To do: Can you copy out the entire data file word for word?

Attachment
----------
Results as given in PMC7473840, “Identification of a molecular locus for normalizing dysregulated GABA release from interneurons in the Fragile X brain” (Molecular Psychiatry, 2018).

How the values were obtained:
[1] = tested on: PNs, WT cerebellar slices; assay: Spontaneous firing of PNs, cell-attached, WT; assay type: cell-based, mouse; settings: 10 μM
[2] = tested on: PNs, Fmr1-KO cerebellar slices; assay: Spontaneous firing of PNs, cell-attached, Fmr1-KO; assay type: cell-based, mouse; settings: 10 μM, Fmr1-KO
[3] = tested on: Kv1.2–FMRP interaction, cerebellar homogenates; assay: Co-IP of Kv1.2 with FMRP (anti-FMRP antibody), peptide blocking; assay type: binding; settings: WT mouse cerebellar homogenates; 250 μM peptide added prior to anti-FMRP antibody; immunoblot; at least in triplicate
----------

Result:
Results as given in PMC7473840, “Identification of a molecular locus for normalizing dysregulated GABA release from interneurons in the Fragile X brain” (Molecular Psychiatry, 2018).

How the values were obtained:
[1] = tested on: PNs, WT cerebellar slices; assay: Spontaneous firing of PNs, cell-attached, WT; assay type: cell-based, mouse; settings: 10 μM
[2] = tested on: PNs, Fmr1-KO cerebellar slices; assay: Spontaneous firing of PNs, cell-attached, Fmr1-KO; assay type: cell-based, mouse; settings: 10 μM, Fmr1-KO
[3] = tested on: Kv1.2–FMRP interaction, cerebellar homogenates; assay: Co-IP of Kv1.2 with FMRP (anti-FMRP antibody), peptide blocking; assay type: binding; settings: WT mouse cerebellar homogenates; 250 μM peptide added prior to anti-FMRP antibody; immunoblot; at least in triplicate